Choosing the Best Bra for Pregnancy

If you’re pregnant, it’s best not to hold onto your old bras for too long. Studies show that wearing bras too tightly can lead to issues with your lymphatic system as well as your circulation. If you want to find the best bra for your pregnancy, follow these simple tips. 

Types of Bras

You may find that your standard bra style just doesn’t feel right during pregnancy. You may need to switch styles to either a soft cotton bra with no underwire, a sports bra, or a maternity bra, which also doubles as a nursing bra. Likely, your breasts will go through a variety of cup sizes as your baby grows and your body changes. Finding bras that are soft and flexible are your best option. Most OB/GYNs and midwives recommend that expecting mothers switch to maternity or nursing bras. 

Nursing bras have the standard hook-and-eye adjustment closure. However, unlike standard bras that have 3 adjustments, nursing bras offer 4 adjustment settings. So, as your body grows, you can adjust your bra to fit your ribcage and breasts. Sports bras are another great alternative to a standard bra. They stretch and expand with your body while allowing proper support.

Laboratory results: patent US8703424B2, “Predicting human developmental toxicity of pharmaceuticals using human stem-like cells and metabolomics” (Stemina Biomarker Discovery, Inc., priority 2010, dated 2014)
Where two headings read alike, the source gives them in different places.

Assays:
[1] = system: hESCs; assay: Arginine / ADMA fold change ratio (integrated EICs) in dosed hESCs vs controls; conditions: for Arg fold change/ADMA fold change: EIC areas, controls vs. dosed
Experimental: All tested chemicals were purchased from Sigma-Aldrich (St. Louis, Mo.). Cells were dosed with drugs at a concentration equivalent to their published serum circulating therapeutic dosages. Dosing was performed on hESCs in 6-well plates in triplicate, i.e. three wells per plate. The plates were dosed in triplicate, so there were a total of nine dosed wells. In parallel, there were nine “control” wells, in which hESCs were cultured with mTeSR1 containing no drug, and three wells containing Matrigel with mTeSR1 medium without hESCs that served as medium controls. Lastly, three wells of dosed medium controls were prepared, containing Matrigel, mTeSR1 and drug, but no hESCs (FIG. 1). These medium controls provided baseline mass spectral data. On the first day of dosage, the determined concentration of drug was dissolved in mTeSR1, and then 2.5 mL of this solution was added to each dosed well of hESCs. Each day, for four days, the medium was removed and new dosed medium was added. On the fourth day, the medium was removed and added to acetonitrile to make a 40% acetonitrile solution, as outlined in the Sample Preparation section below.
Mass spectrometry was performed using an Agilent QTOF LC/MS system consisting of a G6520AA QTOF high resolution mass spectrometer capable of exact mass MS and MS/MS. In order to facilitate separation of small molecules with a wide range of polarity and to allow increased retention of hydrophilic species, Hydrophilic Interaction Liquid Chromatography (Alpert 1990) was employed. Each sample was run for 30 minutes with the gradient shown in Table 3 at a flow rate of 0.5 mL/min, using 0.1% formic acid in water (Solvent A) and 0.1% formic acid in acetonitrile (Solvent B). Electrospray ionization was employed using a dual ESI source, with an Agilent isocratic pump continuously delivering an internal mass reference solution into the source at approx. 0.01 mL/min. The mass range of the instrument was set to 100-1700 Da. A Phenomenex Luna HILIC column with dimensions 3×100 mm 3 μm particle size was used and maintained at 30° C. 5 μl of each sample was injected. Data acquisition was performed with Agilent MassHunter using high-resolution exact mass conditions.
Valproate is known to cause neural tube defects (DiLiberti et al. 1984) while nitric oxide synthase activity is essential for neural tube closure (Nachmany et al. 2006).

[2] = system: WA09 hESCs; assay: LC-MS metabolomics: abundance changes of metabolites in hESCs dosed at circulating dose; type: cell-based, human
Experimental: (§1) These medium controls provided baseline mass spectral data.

The Right Fit

The last thing you want to wear during pregnancy is a bra that is too small. A small bra will put pressure on your breast tissue. During pregnancy, your body is starting to produce milk. Having fabric snug across your breasts can damage tissue and potentially clog milk ducts. To find the right bra size, you need to perform the right measurements.

Start by wearing a bra that is not padded. With a measuring tape, measure around your back over the largest portion of your breast. Measure loosely as to avoid measuring too small. Next, measure around your ribcage. Rest the measuring tape around your ribs just below your breast.

Subtract the ribcage measurement from the first measurement. This will give you your band size. To find your cup size, follow this guideline:

  • A: 0 to 1.5 inch difference
  • B: 1.5 to 2.5 inches difference
  • C: 2.5 to 3.5 inches difference
  • D: 3.5 to 4.5 inches difference
  • E (also called DD): 5 to 6 inches difference

Underwire Bras

Many OB/GYNs advise against wearing underwire bras during pregnancy. The underwire can push into the breast tissue, causing milk ducts to clog or damage growing breast tissue. This can also lead to breast infections and trouble nursing later on. Some low-end underwire bras are made with cheap materials, which can lead to skin irritation.


Keep in mind that maternity bras work as nursing bras as well. So, what you purchase during pregnancy will be used again. Maternity bras come in a variety of styles, colors, and have snaps that undo at the top of the cup, in between the breasts. They’re also available with flaps that simply fold up.


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